Current Content
Volume 43 - Number 1
January/February 2017

Impacting Parental Vaccine Decision-Making
Amy Zangger Eby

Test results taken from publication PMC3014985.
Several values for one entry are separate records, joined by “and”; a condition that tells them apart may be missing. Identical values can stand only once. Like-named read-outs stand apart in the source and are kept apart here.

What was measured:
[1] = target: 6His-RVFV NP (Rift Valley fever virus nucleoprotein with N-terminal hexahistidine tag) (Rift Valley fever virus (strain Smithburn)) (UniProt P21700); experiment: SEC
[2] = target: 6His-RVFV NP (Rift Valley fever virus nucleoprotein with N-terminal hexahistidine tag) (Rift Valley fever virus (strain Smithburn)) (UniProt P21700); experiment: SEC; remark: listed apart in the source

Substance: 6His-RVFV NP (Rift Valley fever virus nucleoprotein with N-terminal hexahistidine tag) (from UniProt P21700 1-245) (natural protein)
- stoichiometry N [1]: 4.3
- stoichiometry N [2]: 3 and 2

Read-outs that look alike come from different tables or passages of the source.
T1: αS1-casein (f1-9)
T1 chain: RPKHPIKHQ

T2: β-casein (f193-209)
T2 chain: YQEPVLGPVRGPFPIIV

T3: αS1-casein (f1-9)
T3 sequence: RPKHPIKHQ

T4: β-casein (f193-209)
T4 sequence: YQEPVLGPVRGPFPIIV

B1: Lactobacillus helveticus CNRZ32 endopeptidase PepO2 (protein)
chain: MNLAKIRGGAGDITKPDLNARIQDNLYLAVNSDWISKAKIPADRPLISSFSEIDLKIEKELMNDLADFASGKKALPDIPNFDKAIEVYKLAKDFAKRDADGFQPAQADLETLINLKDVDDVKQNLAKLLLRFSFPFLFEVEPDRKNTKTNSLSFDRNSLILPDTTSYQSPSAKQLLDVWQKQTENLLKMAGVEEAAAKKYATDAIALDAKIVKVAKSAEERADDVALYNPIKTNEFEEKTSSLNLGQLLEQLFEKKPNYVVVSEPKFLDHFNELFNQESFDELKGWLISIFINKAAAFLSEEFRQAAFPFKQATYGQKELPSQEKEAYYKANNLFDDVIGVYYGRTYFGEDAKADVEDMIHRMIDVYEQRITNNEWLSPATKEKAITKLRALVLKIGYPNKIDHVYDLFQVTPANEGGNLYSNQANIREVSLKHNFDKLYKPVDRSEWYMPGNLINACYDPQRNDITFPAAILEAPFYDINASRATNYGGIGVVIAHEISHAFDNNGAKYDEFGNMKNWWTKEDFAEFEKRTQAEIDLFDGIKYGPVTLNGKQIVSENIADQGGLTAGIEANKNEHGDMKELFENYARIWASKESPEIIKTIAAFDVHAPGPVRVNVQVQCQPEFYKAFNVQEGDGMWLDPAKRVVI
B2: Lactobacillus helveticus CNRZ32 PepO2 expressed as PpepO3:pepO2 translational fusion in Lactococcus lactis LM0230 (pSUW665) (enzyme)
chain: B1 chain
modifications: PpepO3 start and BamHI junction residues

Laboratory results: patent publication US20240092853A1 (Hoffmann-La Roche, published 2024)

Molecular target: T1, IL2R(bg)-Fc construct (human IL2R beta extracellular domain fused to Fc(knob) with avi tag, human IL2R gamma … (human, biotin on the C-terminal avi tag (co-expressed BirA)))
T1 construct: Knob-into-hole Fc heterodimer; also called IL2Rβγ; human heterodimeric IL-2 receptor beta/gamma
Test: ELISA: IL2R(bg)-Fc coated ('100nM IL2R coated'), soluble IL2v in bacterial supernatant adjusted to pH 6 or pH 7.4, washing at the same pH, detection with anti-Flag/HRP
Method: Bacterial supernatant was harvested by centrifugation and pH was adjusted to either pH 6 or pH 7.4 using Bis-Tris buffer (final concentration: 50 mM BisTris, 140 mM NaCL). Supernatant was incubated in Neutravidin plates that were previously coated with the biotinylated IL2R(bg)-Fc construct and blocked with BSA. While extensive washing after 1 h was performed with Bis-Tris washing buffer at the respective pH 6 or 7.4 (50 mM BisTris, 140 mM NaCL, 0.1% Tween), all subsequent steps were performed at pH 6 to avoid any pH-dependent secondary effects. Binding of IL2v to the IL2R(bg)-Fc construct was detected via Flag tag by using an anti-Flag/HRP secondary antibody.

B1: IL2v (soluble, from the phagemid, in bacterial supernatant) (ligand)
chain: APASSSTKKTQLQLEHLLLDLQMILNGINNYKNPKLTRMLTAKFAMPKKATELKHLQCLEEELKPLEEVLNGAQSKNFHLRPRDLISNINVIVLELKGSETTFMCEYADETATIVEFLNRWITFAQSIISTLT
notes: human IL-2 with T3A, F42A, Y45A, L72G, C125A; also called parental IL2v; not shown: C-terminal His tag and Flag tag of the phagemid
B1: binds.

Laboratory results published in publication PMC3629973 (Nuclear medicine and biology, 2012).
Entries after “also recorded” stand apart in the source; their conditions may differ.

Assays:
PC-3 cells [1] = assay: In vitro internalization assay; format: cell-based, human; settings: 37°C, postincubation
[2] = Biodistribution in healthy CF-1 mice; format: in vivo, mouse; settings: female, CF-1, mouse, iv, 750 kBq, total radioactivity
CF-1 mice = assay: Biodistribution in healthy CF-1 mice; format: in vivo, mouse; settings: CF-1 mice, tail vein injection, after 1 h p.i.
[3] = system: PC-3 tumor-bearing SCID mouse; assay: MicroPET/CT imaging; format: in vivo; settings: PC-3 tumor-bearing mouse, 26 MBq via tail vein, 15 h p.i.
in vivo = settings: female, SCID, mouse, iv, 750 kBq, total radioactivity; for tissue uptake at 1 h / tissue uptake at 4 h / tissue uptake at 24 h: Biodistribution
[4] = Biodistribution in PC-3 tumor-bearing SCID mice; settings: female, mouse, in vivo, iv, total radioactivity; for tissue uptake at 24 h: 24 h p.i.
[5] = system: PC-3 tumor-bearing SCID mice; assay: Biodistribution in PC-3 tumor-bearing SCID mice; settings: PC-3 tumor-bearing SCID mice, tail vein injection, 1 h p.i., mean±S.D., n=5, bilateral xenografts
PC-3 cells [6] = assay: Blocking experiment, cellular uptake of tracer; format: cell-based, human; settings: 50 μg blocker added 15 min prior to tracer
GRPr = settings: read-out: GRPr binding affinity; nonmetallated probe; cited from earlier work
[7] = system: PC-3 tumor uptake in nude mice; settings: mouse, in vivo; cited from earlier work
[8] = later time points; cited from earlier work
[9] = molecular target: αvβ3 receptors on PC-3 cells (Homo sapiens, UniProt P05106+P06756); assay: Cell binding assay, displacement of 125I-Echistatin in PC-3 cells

An increase in vaccine hesitancy is contributing to an increase of vaccine refusal and the use of an alternative vaccine schedule (AVS) in the United States. Increasing vaccine knowledge and correcting vaccine misinformation has the potential of shifting parental attitudes, decreasing vaccine hesitancy, and increasing parental intent to vaccinate. The aim was to examine the impact of a voice-over PowerPoint™ presentation on vaccine education and decision-making by vaccine-hesitant parents in a pediatric primary care clinic. A quasi-experimental study using the Parent Attitude about Childhood Vaccine (PACV) Survey was conducted in a suburban pediatric clinic to explore the impact of vaccine education on decision-making by vaccine-hesitant parents. PACV Survey scores were collected over three months. Surveyed parents reported they trust their healthcare provider. Unfortunately, although parents trust the information their medical providers give them on vaccine safety, they continue to be concerned about vaccine side effects. Mothers tended to provide more vaccine-hesitant scores than fathers related to safety and efficacy concerns. The utilization of the PACV Survey and voice-over PowerPoint presentation on vaccine education is an intervention that may be used in pediatric clinics to assist in vaccine education and identify vaccine-hesitant parents. The study contributes to the addition of evidence- based vaccine education.